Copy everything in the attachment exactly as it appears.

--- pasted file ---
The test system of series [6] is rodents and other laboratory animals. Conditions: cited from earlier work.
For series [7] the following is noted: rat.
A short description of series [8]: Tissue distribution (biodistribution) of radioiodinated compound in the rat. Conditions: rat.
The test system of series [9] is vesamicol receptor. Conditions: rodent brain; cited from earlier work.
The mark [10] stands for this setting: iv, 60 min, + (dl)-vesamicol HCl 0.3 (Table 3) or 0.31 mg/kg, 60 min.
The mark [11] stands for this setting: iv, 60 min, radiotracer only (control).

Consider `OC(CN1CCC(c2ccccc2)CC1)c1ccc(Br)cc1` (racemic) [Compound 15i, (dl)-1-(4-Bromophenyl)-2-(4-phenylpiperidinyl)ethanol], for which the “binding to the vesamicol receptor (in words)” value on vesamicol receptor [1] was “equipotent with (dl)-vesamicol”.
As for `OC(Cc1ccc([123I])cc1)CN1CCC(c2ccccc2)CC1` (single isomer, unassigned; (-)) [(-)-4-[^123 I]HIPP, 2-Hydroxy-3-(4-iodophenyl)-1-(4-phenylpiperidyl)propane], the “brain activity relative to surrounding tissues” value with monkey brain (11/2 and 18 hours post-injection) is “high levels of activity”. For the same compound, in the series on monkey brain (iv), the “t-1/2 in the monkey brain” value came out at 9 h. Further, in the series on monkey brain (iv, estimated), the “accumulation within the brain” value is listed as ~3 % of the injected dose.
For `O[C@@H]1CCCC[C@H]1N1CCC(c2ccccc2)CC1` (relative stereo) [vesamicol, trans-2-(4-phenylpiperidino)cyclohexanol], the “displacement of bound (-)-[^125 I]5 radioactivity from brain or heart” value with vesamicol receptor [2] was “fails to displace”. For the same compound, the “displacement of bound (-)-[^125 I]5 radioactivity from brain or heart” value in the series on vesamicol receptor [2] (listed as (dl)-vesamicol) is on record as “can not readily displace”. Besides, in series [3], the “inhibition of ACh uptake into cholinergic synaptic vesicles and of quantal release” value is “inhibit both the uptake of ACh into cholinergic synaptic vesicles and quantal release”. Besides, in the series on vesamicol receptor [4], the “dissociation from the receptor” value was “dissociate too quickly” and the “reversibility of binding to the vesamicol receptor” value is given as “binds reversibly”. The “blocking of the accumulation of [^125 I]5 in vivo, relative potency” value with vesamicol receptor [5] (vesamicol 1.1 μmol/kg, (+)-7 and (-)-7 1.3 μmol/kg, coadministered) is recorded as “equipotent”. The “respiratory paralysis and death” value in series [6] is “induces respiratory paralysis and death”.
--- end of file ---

The test system of series [6] is rodents and other laboratory animals. Conditions: cited from earlier work.
For series [7] the following is noted: rat.
A short description of series [8]: Tissue distribution (biodistribution) of radioiodinated compound in the rat. Conditions: rat.
The test system of series [9] is vesamicol receptor. Conditions: rodent brain; cited from earlier work.
The mark [10] stands for this setting: iv, 60 min, + (dl)-vesamicol HCl 0.3 (Table 3) or 0.31 mg/kg, 60 min.
The mark [11] stands for this setting: iv, 60 min, radiotracer only (control).

Consider `OC(CN1CCC(c2ccccc2)CC1)c1ccc(Br)cc1` (racemic) [Compound 15i, (dl)-1-(4-Bromophenyl)-2-(4-phenylpiperidinyl)ethanol], for which the “binding to the vesamicol receptor (in words)” value on vesamicol receptor [1] was “equipotent with (dl)-vesamicol”.
As for `OC(Cc1ccc([123I])cc1)CN1CCC(c2ccccc2)CC1` (single isomer, unassigned; (-)) [(-)-4-[^123 I]HIPP, 2-Hydroxy-3-(4-iodophenyl)-1-(4-phenylpiperidyl)propane], the “brain activity relative to surrounding tissues” value with monkey brain (11/2 and 18 hours post-injection) is “high levels of activity”. For the same compound, in the series on monkey brain (iv), the “t-1/2 in the monkey brain” value came out at 9 h. Further, in the series on monkey brain (iv, estimated), the “accumulation within the brain” value is listed as ~3 % of the injected dose.
For `O[C@@H]1CCCC[C@H]1N1CCC(c2ccccc2)CC1` (relative stereo) [vesamicol, trans-2-(4-phenylpiperidino)cyclohexanol], the “displacement of bound (-)-[^125 I]5 radioactivity from brain or heart” value with vesamicol receptor [2] was “fails to displace”. For the same compound, the “displacement of bound (-)-[^125 I]5 radioactivity from brain or heart” value in the series on vesamicol receptor [2] (listed as (dl)-vesamicol) is on record as “can not readily displace”. Besides, in series [3], the “inhibition of ACh uptake into cholinergic synaptic vesicles and of quantal release” value is “inhibit both the uptake of ACh into cholinergic synaptic vesicles and quantal release”. Besides, in the series on vesamicol receptor [4], the “dissociation from the receptor” value was “dissociate too quickly” and the “reversibility of binding to the vesamicol receptor” value is given as “binds reversibly”. The “blocking of the accumulation of [^125 I]5 in vivo, relative potency” value with vesamicol receptor [5] (vesamicol 1.1 μmol/kg, (+)-7 and (-)-7 1.3 μmol/kg, coadministered) is recorded as “equipotent”. The “respiratory paralysis and death” value in series [6] is “induces respiratory paralysis and death”.